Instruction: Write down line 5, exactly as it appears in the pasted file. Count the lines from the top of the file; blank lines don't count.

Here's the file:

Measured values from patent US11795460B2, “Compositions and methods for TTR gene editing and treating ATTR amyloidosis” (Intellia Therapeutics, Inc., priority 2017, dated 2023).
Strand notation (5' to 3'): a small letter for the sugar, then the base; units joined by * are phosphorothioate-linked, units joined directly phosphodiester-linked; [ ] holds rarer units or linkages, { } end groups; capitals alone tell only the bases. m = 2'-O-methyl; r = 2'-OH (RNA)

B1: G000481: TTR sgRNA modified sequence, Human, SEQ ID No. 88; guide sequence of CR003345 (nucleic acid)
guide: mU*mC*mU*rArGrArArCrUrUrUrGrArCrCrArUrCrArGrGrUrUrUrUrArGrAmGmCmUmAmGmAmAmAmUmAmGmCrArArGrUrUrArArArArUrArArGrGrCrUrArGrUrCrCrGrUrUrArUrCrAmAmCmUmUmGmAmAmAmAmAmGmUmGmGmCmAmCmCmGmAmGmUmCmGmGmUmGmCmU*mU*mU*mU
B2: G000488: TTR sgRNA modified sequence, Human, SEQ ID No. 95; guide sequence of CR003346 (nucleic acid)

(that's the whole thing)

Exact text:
B2: G000488: TTR sgRNA modified sequence, Human, SEQ ID No. 95; guide sequence of CR003346 (nucleic acid)